On day two or three after fertilization, the embryos will be evaluated for blastocyst culture. If there is a sufficient number of dividing embryos they will be placed in special blastocyst media and grown for two or three additional days.

Step Four – Embryo Transfer

Embryos may be transferred on day 3, 5, or 6 after egg retrieval. Transfers on day 5 or 6 are called Blastocyst Transfers. They are placed through the cervix into the uterine cavity using a small, soft catheter. This procedure usually requires no anesthesia. It is similar to the Mock Embryo Transfer which will be performed prior to the actual IVF cycle.

Additional Advanced Technologies

Assisted Hatching

(AH) is a procedure performed prior to transfer in selected cases. An embryo needs to escape or “hatch” from it’s protein shell, called the Zona Pellucida, before it can implant in the uterus. In AH, a chemical or a laser can be used to dissolve part of the zona, to facilitate the hatching process later. This technique is often used with prior failed IVF cycles, female age over 38, and with abnormally thick zonae.

Percutaneous Epidydimal Sperm Aspiration and Testicular Sperm Extraction (PESA and TESE)

Some men have no sperm in the ejaculate but still produce them in the testes. This may occur due to a vasectomy, to a congenital obstruction of the sperm ducts leaving the testes, or to inadequate development of the sperm such that they cannot leave the testes. In these situations, a urologist can remove sperm by placing a needle into the testis or the tubes that drain it. These procedures are done under anesthesia and can be very effective when combined with ICSI.


Embryos that are not transferred but continue to thrive in the laboratory can be cryopreserved (frozen). We recommend freezing for any high quality embryos that survive to the blastocyst stage. These embryos are stored in liquid nitrogen and can be thawed at a later date. While the pregnancy rates with frozen embryos are not as high, the procedures involved in preparing for a frozen embryo transfer are much simpler and less expensive. Freezing only embryos that survive to the blastocyst stage maximizes the chance for success in a thaw cycle.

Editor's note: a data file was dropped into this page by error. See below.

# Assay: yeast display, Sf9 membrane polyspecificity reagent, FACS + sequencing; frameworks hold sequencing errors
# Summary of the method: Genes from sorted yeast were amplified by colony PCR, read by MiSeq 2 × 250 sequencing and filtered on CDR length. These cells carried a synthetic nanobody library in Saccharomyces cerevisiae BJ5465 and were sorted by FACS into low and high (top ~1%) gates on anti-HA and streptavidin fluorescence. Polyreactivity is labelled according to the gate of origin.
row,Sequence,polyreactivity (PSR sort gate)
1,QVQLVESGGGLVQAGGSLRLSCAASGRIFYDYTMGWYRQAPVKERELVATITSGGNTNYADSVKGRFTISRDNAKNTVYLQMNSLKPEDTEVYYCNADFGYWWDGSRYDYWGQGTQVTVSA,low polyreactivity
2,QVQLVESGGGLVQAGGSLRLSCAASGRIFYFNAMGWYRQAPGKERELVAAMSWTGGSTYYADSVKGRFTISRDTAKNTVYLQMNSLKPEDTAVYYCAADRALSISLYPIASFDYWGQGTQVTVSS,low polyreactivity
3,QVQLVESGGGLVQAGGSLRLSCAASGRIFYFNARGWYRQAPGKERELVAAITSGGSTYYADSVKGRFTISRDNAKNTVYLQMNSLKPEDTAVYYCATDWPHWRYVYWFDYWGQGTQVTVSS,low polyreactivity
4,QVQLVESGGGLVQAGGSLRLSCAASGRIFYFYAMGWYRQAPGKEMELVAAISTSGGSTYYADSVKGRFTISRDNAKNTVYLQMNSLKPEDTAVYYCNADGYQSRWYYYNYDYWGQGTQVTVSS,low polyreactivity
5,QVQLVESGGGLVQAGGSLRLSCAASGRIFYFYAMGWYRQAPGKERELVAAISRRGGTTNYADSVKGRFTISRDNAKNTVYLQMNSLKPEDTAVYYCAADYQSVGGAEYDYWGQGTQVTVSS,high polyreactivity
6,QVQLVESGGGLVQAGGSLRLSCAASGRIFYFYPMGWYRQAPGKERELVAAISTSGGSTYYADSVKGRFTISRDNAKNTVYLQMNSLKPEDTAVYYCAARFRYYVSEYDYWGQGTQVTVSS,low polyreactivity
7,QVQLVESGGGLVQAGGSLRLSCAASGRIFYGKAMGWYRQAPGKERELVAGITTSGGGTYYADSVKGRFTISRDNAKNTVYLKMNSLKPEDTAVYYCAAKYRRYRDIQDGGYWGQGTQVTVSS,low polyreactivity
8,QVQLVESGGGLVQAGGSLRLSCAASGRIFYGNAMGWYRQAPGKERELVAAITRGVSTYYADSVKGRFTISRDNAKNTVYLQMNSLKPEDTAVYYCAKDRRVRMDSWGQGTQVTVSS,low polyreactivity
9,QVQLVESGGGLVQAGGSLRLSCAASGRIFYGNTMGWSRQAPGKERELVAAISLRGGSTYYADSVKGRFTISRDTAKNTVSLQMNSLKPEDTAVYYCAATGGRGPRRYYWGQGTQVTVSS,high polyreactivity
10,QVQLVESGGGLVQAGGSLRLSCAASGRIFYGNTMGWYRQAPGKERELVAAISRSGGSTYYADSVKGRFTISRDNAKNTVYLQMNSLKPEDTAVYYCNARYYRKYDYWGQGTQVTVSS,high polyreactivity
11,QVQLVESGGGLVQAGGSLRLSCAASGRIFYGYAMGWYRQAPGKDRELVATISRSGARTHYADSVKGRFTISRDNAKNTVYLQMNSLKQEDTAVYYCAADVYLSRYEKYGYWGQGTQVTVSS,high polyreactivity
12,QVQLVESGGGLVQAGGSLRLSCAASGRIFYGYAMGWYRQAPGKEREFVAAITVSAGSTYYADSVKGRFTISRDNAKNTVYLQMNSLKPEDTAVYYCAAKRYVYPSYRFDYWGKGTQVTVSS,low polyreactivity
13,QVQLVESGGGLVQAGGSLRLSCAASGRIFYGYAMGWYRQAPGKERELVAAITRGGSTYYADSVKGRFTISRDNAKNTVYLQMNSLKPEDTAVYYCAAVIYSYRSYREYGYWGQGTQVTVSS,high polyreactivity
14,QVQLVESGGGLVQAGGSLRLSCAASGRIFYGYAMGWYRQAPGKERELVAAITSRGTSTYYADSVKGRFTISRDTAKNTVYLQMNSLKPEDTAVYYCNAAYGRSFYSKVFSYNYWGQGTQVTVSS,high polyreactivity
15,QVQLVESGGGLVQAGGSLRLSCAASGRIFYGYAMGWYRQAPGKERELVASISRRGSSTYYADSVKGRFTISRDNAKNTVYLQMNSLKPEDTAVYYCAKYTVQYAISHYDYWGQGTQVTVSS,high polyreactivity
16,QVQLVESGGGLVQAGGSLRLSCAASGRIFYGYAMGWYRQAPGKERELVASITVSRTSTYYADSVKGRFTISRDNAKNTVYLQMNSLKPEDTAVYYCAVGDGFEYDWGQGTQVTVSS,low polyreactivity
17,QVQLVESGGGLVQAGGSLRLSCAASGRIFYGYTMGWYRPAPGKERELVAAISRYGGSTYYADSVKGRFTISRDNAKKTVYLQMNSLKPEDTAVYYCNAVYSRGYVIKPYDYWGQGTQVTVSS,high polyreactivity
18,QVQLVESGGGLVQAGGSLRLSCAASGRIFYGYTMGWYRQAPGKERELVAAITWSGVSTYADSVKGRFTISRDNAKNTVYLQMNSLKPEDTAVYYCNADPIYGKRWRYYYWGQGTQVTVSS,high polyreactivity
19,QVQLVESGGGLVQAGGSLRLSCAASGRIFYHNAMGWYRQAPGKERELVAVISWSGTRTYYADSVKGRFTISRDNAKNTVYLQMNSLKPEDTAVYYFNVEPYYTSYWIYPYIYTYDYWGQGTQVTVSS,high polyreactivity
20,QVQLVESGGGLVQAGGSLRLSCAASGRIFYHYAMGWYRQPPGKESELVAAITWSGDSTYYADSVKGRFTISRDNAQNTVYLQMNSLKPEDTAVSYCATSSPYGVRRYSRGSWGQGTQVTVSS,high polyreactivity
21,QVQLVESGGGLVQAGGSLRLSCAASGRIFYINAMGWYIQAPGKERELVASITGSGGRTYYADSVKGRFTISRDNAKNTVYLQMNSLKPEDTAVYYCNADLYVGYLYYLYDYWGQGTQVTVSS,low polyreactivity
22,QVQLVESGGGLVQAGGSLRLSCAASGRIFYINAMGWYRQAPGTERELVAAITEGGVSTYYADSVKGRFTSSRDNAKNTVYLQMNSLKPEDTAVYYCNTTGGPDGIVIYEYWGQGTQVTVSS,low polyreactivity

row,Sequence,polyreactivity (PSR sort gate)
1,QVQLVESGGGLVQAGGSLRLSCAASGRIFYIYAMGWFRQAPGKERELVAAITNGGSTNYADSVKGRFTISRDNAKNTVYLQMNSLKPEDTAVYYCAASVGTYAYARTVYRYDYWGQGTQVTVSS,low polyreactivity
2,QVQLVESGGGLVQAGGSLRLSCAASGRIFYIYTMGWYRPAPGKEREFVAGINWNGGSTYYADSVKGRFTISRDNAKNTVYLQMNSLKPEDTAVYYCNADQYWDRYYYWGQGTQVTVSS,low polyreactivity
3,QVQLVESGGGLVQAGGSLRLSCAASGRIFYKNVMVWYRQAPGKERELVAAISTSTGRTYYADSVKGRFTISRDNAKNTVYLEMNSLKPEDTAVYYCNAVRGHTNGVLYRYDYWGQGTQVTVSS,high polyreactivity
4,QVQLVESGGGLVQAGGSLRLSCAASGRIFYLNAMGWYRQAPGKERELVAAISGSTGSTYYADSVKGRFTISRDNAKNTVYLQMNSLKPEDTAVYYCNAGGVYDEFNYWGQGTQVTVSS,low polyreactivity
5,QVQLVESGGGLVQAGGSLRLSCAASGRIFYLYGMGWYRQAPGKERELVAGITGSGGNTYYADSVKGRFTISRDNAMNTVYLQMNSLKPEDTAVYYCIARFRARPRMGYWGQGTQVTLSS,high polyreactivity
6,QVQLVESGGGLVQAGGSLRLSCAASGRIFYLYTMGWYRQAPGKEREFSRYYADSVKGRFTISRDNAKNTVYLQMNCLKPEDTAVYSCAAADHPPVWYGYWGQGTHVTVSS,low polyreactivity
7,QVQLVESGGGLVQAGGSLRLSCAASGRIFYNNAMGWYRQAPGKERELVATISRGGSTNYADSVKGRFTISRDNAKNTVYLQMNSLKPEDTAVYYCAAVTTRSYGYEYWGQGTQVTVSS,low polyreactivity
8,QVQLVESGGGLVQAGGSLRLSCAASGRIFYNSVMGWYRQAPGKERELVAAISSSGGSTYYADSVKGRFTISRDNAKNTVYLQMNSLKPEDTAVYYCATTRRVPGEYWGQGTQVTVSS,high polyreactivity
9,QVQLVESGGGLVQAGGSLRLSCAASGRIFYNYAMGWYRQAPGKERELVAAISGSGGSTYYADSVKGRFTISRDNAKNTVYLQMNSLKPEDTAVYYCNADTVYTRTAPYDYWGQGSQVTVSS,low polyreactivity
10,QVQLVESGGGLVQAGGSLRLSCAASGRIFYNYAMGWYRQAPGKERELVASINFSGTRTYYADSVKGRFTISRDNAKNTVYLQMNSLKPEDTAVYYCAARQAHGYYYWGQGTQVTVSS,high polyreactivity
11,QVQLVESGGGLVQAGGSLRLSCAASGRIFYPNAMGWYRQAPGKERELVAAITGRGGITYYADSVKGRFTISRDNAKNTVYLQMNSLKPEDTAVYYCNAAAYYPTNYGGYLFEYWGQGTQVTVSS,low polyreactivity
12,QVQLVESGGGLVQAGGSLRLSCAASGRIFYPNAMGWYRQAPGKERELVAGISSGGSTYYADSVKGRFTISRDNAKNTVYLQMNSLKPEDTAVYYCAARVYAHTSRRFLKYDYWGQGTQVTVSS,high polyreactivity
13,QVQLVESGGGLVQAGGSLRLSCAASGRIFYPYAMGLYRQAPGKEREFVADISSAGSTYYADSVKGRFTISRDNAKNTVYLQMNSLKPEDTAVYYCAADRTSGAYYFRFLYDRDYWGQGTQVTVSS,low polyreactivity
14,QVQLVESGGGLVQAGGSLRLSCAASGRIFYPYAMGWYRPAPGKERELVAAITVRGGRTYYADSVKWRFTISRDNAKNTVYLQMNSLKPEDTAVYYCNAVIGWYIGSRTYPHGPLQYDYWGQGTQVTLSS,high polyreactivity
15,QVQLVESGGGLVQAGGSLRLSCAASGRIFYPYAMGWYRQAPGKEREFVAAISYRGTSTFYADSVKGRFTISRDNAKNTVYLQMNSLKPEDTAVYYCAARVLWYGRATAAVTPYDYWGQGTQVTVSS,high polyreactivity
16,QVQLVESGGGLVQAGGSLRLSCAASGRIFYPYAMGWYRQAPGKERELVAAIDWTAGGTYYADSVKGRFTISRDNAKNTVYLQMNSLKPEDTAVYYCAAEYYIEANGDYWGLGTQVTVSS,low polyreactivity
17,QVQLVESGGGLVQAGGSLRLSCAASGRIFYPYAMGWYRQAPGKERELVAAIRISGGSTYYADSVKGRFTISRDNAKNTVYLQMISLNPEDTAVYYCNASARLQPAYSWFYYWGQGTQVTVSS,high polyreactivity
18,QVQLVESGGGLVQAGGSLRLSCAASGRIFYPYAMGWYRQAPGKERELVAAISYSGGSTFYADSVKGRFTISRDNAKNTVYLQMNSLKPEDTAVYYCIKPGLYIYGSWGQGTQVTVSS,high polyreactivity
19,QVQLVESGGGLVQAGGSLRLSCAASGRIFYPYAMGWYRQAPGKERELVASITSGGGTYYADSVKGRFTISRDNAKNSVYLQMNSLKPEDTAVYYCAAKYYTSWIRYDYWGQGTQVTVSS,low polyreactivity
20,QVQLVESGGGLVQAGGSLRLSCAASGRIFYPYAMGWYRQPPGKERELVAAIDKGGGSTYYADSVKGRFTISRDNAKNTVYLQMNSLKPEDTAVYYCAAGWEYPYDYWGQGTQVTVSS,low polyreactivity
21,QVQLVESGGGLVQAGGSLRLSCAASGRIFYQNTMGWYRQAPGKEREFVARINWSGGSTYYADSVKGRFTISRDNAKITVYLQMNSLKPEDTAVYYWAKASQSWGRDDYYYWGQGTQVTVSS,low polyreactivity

Preimplantation Genetic Diagnosis (PGD)

Genetic testing on preimplantation embryos may be indicated for patients who are at risk for genetic disorders such as Cystic fibrosis or Thalassemia and for patients with infertility related to chromosomal abnor-malities such as recurrent pregnancy loss or repeated unsuccessful IVF.

Egg Donation

In many situations, especially when a female patient is in her late 30’s and early 40’s, infertility may result from a decrease in ovarian function and a consequent fall in egg quality. In the event of a severe compromise in ovarian function, successful pregnancy is very unlikely. A treatment that often offers an excellent chance of success is to use eggs from a donor who is capable of producing good quality eggs. This is a complex treatment option from medical, psychological and ethical viewpoints, but one that provides a very good chance for pregnancy.